Two things we can expect from today — Labor’s costings which will probably show higher debt, and the latest unemployment figures which will probably show the jobless rate has fallen below 4% for the first time since the ’70s. Both would be good news for Prime Minister Scott Morrison as we enter the last two days of the campaign, though it’ll be too late for some 6 million voters (out of 17 million) who have already cast their ballot, the AEC adds via the Newcastle Herald ($).
Could we be about to see a two-tiered minimum wage hike? It would see lowest paid workers get a wage increase while higher wage earners would get a lesser one, as AFR reports this morning. How? Through a flat dollar increase, rather than a percentage — the idea was floated yesterday as a possible salve to the fear that wage increases could be further driving up inflation. It comes as Labor Leader Anthony Albanese called wages increasingly by a measly 2.4% (while inflation is more than double that) “the biggest cuts to real wages in more than 20 years”, SBS reports. Indeed yesterday’s Wage Price Index revealed only 15% of private sector jobs (mostly in real estate and telecommunication) received a pay rise between January and March, the paper adds.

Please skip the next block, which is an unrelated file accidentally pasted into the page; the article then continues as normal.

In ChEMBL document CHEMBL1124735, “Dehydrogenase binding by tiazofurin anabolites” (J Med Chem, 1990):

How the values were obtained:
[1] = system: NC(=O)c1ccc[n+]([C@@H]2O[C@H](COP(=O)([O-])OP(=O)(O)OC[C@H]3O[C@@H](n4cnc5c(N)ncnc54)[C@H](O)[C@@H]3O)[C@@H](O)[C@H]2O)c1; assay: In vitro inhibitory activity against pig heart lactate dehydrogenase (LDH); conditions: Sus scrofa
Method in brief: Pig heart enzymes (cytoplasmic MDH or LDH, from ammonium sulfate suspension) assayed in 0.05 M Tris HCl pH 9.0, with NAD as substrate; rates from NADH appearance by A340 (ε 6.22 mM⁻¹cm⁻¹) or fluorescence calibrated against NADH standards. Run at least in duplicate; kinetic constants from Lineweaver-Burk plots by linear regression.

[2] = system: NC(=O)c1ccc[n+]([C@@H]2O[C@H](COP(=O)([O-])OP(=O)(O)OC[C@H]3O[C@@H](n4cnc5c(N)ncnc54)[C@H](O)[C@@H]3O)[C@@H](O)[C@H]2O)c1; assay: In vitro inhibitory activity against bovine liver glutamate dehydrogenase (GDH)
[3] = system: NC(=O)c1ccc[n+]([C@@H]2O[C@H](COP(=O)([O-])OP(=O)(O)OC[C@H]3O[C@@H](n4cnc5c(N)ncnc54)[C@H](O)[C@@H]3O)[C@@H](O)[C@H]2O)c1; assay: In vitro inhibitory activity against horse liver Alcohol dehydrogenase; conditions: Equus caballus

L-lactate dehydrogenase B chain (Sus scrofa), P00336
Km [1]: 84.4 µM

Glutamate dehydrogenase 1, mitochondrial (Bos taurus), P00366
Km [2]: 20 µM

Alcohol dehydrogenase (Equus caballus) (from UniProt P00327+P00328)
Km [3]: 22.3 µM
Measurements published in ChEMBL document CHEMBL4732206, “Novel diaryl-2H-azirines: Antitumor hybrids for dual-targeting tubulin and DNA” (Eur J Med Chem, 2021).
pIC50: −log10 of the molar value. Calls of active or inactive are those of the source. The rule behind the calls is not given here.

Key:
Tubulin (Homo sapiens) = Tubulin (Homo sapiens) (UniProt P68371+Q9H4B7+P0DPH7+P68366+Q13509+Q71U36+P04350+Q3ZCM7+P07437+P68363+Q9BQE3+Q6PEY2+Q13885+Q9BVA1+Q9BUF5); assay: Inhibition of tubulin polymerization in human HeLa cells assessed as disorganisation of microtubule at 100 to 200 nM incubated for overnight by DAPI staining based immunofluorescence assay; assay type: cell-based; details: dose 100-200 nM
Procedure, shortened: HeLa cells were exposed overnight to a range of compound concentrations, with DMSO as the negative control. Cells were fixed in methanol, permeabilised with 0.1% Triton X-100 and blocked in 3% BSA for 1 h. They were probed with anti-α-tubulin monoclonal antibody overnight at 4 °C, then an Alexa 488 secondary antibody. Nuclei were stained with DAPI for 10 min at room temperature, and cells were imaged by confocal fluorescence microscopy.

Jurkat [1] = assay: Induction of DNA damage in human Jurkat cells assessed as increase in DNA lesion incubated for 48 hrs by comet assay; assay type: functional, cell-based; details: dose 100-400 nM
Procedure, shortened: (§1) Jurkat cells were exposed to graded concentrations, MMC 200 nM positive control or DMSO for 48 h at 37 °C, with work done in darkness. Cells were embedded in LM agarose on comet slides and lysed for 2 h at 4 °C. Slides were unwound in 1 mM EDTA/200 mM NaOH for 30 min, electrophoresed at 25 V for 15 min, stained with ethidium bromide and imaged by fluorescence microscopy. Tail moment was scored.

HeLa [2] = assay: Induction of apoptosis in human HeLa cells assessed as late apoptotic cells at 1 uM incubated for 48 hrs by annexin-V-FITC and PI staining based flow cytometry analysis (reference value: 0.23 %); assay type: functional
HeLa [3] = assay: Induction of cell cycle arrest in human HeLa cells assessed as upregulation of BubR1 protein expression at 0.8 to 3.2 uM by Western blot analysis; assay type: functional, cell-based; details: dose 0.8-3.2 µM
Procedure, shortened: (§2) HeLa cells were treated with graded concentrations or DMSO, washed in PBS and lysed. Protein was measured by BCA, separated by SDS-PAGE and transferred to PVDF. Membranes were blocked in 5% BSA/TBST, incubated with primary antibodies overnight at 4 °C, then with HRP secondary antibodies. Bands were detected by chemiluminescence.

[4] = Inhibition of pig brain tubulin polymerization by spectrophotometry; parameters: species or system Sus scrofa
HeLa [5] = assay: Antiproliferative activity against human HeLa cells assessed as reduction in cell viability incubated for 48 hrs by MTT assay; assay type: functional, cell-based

ON A LIGHTER NOTE
As we near the end of the election campaign, it’s a time for reflection… on all the extremely funny things that have happened so far. Guardian Australia’s Matilda Boseley did a call-out on Twitter and the answers are a crack up. Firstly, Prime Minister Scott Morrison tackling a child during a game yesterday (it wasn’t even rugby — it was soccer!). Then there was Morrison calling a journalist in a press conference “Mr Speaker”, not once but several times (reminds one of accidentally calling their teacher “mum”, does it not?). The mic drop moment when Greens leader Adam Bandt clapped back with “Google it mate” after a journalist attempted a gotcha! question.